Cannabis Derived Pharmaceuticals The Next Frontier?

Posted in BioBusiness

I wrote an article on the emerging medical marijuana and cannabis-derived pharmaceuticals market for Life Science Leader.

Please click here to view!

It was a very interesting article to research and fun to write Please let me know your thoughts and feedback!!!


Until next time….

Good Luck and Good Job Hunting (not when you are high of course)

FDA Announces Social Media Guidelines–Yawn!

Posted in Social Media

After a very long blogging absence, I decided that it was time for me to begin to write posts on things that continue to pique my interest.  The recent announcement that the US Food and Drug Administration (FDA) has finally released its long awaited guidance on the use of social media in the life sciences industry including pharma, biotech and med. devices.

While words like long awaited have been used to describe this monumental announcement, I think nobody really cares anymore about what the agency thinks about social media!  Put simply, despite some interested starts and stops, social media is not an integral part of the life sciences industry and likely will never be.  In the beginning (about a decade ago) social media transformed a number of industries by introducing transparency and engaging stakeholders to improve their bottom lines. Unfortunately, the modus operandi in the life sciences industry, by virtue of it business model, is opaqueness not transparency. Further, life scientists and life science employees are not the most social individuals and their use of social media for business purposes is almost non-existent. Consequently, social media and the life science industry are not a good fit!!!! Finally, early players in the life science social media space including Novo Nordisk and J&J have already leveraged what they could using social media and have moved on.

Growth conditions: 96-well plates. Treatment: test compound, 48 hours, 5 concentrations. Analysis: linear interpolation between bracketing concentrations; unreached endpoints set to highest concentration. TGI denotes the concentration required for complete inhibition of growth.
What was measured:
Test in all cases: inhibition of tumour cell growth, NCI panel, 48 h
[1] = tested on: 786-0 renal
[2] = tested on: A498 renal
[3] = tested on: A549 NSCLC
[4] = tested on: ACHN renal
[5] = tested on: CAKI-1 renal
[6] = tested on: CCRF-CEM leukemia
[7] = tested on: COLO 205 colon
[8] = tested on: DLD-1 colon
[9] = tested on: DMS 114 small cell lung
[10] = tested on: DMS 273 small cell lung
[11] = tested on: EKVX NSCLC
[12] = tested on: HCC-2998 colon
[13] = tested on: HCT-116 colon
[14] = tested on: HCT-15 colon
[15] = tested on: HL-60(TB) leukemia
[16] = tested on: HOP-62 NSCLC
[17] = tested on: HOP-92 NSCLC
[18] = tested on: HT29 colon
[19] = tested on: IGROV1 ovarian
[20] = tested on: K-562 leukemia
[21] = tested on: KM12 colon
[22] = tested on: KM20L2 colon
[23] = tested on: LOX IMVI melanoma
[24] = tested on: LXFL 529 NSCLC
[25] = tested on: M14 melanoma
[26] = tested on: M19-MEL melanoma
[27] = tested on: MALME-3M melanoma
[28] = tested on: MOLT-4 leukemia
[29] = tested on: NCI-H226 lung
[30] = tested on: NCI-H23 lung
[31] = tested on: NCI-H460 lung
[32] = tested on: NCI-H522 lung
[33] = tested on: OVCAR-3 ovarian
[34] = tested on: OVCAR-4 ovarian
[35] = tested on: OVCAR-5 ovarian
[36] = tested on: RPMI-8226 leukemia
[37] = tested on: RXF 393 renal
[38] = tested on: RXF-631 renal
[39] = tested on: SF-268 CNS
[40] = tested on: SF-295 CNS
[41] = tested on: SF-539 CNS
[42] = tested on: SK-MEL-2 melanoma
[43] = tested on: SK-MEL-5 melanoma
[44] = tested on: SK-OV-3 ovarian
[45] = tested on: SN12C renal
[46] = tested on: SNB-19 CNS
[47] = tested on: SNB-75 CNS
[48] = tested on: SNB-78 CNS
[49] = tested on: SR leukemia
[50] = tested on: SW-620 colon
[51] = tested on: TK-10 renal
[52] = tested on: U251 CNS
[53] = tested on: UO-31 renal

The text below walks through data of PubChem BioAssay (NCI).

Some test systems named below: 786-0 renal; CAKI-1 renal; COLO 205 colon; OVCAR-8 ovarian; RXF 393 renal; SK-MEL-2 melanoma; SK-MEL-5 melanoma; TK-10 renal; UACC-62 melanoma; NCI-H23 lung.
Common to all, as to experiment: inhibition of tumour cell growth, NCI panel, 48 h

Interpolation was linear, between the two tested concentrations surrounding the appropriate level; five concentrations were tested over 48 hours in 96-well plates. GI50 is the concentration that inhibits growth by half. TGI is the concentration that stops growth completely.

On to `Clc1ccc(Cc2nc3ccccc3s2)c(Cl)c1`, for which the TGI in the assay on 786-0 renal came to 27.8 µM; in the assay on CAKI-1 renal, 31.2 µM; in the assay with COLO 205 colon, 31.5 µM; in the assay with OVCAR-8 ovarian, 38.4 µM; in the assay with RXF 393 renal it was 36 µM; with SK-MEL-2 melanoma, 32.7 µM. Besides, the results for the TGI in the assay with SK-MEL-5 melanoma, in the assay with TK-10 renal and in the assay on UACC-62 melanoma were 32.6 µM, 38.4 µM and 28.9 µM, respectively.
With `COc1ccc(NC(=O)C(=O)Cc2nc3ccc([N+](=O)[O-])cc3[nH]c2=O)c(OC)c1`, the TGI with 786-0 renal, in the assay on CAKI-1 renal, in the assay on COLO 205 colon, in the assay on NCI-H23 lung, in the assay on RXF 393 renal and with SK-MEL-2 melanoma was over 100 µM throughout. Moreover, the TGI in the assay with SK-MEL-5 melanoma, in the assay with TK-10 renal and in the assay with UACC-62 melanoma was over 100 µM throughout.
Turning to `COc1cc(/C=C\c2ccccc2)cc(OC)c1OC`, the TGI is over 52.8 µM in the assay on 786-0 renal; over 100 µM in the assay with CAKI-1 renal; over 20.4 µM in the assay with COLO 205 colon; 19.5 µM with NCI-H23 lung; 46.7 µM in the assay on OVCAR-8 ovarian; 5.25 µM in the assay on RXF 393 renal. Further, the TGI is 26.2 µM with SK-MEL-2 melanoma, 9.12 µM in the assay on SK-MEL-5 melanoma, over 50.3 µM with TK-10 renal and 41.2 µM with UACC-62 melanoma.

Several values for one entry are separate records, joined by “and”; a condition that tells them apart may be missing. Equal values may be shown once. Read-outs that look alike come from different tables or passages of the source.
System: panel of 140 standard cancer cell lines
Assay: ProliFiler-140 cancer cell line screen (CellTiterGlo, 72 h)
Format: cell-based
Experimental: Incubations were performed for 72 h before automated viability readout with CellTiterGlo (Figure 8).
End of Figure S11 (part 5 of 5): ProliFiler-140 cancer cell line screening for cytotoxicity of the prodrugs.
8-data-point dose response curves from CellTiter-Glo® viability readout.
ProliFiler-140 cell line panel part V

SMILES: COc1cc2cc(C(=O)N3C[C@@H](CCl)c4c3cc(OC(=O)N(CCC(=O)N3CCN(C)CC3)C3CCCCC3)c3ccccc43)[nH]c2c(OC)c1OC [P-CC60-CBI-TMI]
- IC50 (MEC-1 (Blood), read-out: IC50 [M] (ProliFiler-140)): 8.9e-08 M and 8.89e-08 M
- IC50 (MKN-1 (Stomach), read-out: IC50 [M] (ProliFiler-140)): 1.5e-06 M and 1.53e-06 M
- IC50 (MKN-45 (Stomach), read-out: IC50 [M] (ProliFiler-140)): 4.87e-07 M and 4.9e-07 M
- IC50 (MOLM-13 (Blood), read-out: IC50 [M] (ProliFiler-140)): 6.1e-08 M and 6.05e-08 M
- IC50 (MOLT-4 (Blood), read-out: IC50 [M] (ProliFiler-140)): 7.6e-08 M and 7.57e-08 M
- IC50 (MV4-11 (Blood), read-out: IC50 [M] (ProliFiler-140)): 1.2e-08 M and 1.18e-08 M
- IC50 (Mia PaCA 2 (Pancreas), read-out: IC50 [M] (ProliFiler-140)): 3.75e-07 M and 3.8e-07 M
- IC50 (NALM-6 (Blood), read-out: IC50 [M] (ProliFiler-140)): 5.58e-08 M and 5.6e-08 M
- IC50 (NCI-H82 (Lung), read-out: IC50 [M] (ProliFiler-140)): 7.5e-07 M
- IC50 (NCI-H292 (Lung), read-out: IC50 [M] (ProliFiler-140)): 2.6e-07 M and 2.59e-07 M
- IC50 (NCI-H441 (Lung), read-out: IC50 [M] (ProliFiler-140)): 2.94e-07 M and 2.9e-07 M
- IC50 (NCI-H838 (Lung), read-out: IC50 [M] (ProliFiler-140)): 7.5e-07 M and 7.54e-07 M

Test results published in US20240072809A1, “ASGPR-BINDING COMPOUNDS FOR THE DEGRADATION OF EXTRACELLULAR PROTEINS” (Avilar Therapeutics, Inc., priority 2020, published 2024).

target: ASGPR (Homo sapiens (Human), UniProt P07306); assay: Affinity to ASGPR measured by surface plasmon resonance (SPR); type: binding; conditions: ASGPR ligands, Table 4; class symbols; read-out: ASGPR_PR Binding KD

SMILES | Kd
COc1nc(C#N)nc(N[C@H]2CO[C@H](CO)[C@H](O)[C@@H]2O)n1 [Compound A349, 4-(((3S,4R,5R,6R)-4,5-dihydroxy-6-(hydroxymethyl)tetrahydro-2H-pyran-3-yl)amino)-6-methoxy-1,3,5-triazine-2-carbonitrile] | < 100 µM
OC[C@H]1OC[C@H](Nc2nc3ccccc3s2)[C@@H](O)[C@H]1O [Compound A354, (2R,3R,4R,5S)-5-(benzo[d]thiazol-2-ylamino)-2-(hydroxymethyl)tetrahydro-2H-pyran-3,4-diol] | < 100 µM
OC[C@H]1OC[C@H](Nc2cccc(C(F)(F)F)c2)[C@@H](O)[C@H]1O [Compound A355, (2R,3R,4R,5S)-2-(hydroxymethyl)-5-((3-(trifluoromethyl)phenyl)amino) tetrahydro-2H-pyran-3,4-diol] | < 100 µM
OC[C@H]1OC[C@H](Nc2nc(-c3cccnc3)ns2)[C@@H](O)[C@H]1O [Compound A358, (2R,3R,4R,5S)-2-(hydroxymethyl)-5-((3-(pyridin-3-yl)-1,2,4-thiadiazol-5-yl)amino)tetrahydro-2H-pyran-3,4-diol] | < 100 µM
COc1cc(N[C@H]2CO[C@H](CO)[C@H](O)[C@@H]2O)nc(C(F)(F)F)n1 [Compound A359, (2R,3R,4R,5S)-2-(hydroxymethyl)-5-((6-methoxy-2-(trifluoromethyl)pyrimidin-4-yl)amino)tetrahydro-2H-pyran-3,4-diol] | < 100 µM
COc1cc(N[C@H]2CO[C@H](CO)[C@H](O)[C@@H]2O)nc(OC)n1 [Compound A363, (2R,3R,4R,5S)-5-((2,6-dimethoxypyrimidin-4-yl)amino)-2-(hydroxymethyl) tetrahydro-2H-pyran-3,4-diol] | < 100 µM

In summary, while it may be a banner day at FDA because the agency finally released its social media guidelines, I do not think anybody really cares anymore. The trajectory of social media is on its downward slope and it is no longer fresh or new (except maybe in the minds of pharma/biotech executives).  In fact, social media is no longer new media and is now considered a standard staple of all communication platforms. While many industries benefited from social media it was never a priority for the life sciences industry and industry executives (and US regulators) did everything in their collective power to ensure that social media did not interfere with the secrecy and intentional opaqueness that dominates the industry.

Until next time,

Good luck and Good Job Hunting

Conference Announcement: “The Future of Healthcare Communications Summit” in NYC on July 24, 2013

Posted in BioBusiness

Many of The Affordable Care Act’s (ACA) provisions go into effect January 1, 2014. The ACA is the most significant piece of legislation that will impact the delivery of healthcare since Medicare and Medicaid. ACA’s focus on preventative care and early patient intervention will force patients to assume more responsibility for their own personal health management. Patients will need advice and information from trusted sources more than ever before. The time is now for pharmas, hospital groups, insurers, medical device companies and healthcare agencies to develop and implement strategies for communicating with patients, caregivers and healthcare professionals. Our summit will focus on how leading healthcare brands are planning for the future including integrating big data, digital, mobile and social for innovative communications that improve patient outcomes.  Paul Matsen, Chief Marketing & Communications Officer, Cleveland Clinic will deliver the keynote presentation and case study presenters will include:

  • David Blair, Head of Industry for Health, Google.
  • Ray Kerins, Senior Vice President, Head of Communications & Public Affairs, Bayer Corporation
  • Monique Levy, Vice President, Research, Manhattan Research
  • Sarah Stephens Winnay, Senior Vice PresidentEliza Corporation

New York City, 6/24/13, 8:00 a.m. – 1:00 p.m. 

Register on the event website by July 22nd to receive a discounted rate of $175 with promo code BC.

About BDI